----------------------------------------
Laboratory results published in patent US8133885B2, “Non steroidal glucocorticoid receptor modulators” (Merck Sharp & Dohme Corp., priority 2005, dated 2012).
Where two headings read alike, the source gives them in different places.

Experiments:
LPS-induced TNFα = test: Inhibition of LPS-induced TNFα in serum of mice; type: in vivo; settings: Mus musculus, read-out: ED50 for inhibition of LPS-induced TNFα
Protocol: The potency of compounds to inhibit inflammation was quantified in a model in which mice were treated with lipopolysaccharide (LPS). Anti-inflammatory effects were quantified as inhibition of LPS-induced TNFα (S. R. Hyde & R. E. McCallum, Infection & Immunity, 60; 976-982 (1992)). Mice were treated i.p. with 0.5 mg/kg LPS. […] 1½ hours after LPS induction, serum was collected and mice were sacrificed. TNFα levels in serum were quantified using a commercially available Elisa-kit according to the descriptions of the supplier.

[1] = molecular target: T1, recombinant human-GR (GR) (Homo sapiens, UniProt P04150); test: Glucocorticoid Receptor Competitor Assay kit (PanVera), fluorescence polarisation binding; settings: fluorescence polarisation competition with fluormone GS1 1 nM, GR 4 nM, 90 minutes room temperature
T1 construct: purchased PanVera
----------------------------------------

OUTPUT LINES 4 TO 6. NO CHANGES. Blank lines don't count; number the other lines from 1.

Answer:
LPS-induced TNFα = test: Inhibition of LPS-induced TNFα in serum of mice; type: in vivo; settings: Mus musculus, read-out: ED50 for inhibition of LPS-induced TNFα
Protocol: The potency of compounds to inhibit inflammation was quantified in a model in which mice were treated with lipopolysaccharide (LPS). Anti-inflammatory effects were quantified as inhibition of LPS-induced TNFα (S. R. Hyde & R. E. McCallum, Infection & Immunity, 60; 976-982 (1992)). Mice were treated i.p. with 0.5 mg/kg LPS. […] 1½ hours after LPS induction, serum was collected and mice were sacrificed. TNFα levels in serum were quantified using a commercially available Elisa-kit according to the descriptions of the supplier.

[1] = molecular target: T1, recombinant human-GR (GR) (Homo sapiens, UniProt P04150); test: Glucocorticoid Receptor Competitor Assay kit (PanVera), fluorescence polarisation binding; settings: fluorescence polarisation competition with fluormone GS1 1 nM, GR 4 nM, 90 minutes room temperature